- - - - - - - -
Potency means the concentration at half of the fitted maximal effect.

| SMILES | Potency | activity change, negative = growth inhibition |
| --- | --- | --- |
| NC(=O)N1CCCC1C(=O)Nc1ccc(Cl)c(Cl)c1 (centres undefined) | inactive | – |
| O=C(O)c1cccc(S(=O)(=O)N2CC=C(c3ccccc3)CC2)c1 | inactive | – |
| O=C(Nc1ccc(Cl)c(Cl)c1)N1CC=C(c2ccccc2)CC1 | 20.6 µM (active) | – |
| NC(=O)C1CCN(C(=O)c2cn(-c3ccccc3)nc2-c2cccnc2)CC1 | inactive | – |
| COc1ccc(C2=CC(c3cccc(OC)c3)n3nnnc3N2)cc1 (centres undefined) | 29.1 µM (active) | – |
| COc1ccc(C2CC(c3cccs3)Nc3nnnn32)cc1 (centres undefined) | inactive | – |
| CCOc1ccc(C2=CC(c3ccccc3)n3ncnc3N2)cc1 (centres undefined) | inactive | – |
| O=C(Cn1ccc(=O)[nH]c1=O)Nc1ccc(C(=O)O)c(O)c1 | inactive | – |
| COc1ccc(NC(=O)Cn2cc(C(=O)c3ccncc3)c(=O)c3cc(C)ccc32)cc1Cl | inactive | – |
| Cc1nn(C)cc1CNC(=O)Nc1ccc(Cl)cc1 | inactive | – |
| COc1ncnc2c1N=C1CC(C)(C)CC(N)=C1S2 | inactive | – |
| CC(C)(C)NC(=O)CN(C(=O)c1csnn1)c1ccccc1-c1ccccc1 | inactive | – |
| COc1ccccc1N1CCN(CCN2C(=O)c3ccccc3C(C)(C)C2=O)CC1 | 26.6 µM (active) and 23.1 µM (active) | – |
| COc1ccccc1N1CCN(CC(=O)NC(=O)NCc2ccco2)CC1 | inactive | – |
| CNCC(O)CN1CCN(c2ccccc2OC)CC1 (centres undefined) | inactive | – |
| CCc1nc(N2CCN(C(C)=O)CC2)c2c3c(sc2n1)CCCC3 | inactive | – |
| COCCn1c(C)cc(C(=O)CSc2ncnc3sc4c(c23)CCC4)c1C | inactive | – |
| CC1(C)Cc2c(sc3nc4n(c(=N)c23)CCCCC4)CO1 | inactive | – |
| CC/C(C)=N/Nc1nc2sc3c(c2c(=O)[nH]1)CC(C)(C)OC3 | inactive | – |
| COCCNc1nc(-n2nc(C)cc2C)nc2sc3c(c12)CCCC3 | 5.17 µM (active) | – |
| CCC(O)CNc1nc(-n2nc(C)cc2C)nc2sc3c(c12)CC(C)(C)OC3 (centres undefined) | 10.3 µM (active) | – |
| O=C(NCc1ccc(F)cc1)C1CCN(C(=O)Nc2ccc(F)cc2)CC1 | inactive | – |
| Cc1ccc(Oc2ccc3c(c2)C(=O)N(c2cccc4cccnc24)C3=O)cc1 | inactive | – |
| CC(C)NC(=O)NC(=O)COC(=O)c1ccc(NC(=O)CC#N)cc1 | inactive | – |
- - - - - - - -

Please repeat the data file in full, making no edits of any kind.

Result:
Potency means the concentration at half of the fitted maximal effect.

| SMILES | Potency | activity change, negative = growth inhibition |
| --- | --- | --- |
| NC(=O)N1CCCC1C(=O)Nc1ccc(Cl)c(Cl)c1 (centres undefined) | inactive | – |
| O=C(O)c1cccc(S(=O)(=O)N2CC=C(c3ccccc3)CC2)c1 | inactive | – |
| O=C(Nc1ccc(Cl)c(Cl)c1)N1CC=C(c2ccccc2)CC1 | 20.6 µM (active) | – |
| NC(=O)C1CCN(C(=O)c2cn(-c3ccccc3)nc2-c2cccnc2)CC1 | inactive | – |
| COc1ccc(C2=CC(c3cccc(OC)c3)n3nnnc3N2)cc1 (centres undefined) | 29.1 µM (active) | – |
| COc1ccc(C2CC(c3cccs3)Nc3nnnn32)cc1 (centres undefined) | inactive | – |
| CCOc1ccc(C2=CC(c3ccccc3)n3ncnc3N2)cc1 (centres undefined) | inactive | – |
| O=C(Cn1ccc(=O)[nH]c1=O)Nc1ccc(C(=O)O)c(O)c1 | inactive | – |
| COc1ccc(NC(=O)Cn2cc(C(=O)c3ccncc3)c(=O)c3cc(C)ccc32)cc1Cl | inactive | – |
| Cc1nn(C)cc1CNC(=O)Nc1ccc(Cl)cc1 | inactive | – |
| COc1ncnc2c1N=C1CC(C)(C)CC(N)=C1S2 | inactive | – |
| CC(C)(C)NC(=O)CN(C(=O)c1csnn1)c1ccccc1-c1ccccc1 | inactive | – |
| COc1ccccc1N1CCN(CCN2C(=O)c3ccccc3C(C)(C)C2=O)CC1 | 26.6 µM (active) and 23.1 µM (active) | – |
| COc1ccccc1N1CCN(CC(=O)NC(=O)NCc2ccco2)CC1 | inactive | – |
| CNCC(O)CN1CCN(c2ccccc2OC)CC1 (centres undefined) | inactive | – |
| CCc1nc(N2CCN(C(C)=O)CC2)c2c3c(sc2n1)CCCC3 | inactive | – |
| COCCn1c(C)cc(C(=O)CSc2ncnc3sc4c(c23)CCC4)c1C | inactive | – |
| CC1(C)Cc2c(sc3nc4n(c(=N)c23)CCCCC4)CO1 | inactive | – |
| CC/C(C)=N/Nc1nc2sc3c(c2c(=O)[nH]1)CC(C)(C)OC3 | inactive | – |
| COCCNc1nc(-n2nc(C)cc2C)nc2sc3c(c12)CCCC3 | 5.17 µM (active) | – |
| CCC(O)CNc1nc(-n2nc(C)cc2C)nc2sc3c(c12)CC(C)(C)OC3 (centres undefined) | 10.3 µM (active) | – |
| O=C(NCc1ccc(F)cc1)C1CCN(C(=O)Nc2ccc(F)cc2)CC1 | inactive | – |
| Cc1ccc(Oc2ccc3c(c2)C(=O)N(c2cccc4cccnc24)C3=O)cc1 | inactive | – |
| CC(C)NC(=O)NC(=O)COC(=O)c1ccc(NC(=O)CC#N)cc1 | inactive | – |